Modelling Mata de Sesimbra’s Ecological Footprint
BioRegional is in the process of completing ecological footprint modelling for Portugal’s Mata de Sesimbra One Planet Community , and we are unearthing some very interesting results and challenges, such as – How many holidays would a sustainable resource budget allow a European resident?
Located just south of Lisbon, Mata de Sesimbra is a €1 billion integrated development from Greenwoods Ecoresorts, which brings together permanent and holiday accommodation, a nature conservation and forestation program and a sustainable transportation concept.
BioRegional has modelled the potential ecological footprint of three types of people:
- a permanent family of 4
- a ‘second home’ family travelling from a number of destinations;
- a family coming for a short holiday.
For permanent residents, initial modelling suggests that it would be possible to live within a One Planet ecological footprint budget. One of the biggest challenges in achieving this surrounds the issue of food. In Portugal, food accounts for a very high percentage of the ecological footprint. As is often the case, it is a challenging area to make significant reductions in and actions are required in terms of both diet choices and product sourcing.
How visitors travel to the site lies outside the developer’s direct control and therefore they are unable to make firm commitments about footprint reductions, nonetheless this has been modelled due to its likely significant impact and to identify strategies to reduce it. This analysis shows that:
- The transport impact of visitors will range widely depending on where they travel from and their mode of transport;
- A holiday at Mata de Sesimbra can be part of an overall sustainable lifestyle for people living in Europe (assuming that they are living a One Planet Lifestyle at home). How frequently a ‘one planet’ budget allows an individual to visit varies from annual multi-trips to once every six years depending on how they travel and from where. For example:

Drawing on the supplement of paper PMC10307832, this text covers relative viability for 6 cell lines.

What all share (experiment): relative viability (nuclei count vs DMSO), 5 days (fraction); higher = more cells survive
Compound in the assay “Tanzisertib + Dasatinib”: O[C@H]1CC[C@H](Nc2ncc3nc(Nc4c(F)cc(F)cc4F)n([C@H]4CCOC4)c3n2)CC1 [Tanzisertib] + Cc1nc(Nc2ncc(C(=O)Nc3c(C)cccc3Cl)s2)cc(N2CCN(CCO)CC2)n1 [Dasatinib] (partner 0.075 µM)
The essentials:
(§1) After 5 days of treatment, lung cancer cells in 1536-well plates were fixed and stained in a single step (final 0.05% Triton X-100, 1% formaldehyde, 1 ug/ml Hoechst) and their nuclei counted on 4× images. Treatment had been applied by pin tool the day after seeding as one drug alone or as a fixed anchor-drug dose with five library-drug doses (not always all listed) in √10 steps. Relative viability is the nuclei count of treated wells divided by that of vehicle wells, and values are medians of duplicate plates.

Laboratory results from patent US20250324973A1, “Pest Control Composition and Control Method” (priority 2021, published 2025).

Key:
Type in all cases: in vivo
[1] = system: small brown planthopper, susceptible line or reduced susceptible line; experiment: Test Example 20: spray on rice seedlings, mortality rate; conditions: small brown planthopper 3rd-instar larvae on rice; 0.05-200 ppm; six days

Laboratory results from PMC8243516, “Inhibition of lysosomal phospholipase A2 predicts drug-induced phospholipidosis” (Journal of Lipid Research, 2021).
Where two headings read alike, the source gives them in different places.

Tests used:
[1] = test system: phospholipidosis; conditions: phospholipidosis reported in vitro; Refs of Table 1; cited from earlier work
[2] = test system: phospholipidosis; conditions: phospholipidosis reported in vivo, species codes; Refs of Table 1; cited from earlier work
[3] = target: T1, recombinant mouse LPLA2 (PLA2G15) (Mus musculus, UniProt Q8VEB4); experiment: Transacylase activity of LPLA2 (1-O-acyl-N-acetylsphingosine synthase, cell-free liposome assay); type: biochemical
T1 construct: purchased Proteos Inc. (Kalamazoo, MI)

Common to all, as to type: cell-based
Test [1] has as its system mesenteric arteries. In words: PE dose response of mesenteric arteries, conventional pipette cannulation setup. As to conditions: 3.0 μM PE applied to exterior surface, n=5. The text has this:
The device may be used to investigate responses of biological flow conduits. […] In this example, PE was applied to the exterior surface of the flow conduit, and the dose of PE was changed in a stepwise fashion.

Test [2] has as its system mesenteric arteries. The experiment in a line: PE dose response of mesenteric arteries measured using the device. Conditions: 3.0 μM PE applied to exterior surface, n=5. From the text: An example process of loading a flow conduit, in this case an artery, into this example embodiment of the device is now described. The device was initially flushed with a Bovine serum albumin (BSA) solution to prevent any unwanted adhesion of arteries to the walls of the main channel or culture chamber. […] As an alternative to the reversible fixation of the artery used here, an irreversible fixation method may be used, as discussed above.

- a tourist travelling by train from Madrid could visit up to four times a year;
- a UK holiday maker travelling by train can enjoy a one-week stay twice a year;
- for Swedish tourists travelling by plane, their ‘budget’ could allow them to visit once every six years.
It should be noted that this figures are indicative and will depend entirely on the lifestyle of the tourist, both at home and when on holiday, but they are useful for giving an idea of target markets and potential promotions that could be used to encourage sustainable transport.
What this means for the development of Mata de Sesimbra
These findings will have an impact on two main issues:
- the design of Mata de Sesimbra; and
- the strategic market positioning of the development.
In terms of design, the analysis has raised issues around how to create a sense of community in a development with a large transitory population, and how to educate people (specifically tourists) about food and their diet.
The architects, Fosters + Partners, have responded to this by clustering residences, developing a strategy to integrate food growing into the site and creating a ‘food experience’.
Concerning the market positioning of the development, the analysis has supported a strategy to increase the number of permanent residents as well as encouraging local tourists – both will help to reduce long-haul flights. It has also opened up the discussion of how partnerships could be developed with rail providers to encourage the use of more sustainable modes of transport.
Elena Bertarelli at Fosters and Partners commented:”The Ecological Footprint analysis of residents really opened our eyes to the impact of lifestyles and specifically food. To respond to this we have sought opportunities to incorporate food growing into the design with productive landscape areas that can either be managed by local farmers or residents as well as proposing an array of spaces for food experience activities for residents and visitors e.g. growing food to cooking it and eating it. Similarly the site’s transport strategy and the car parking plan is driven by the twin aims of creating high quality external communal space and encouraging non-car means of travel”.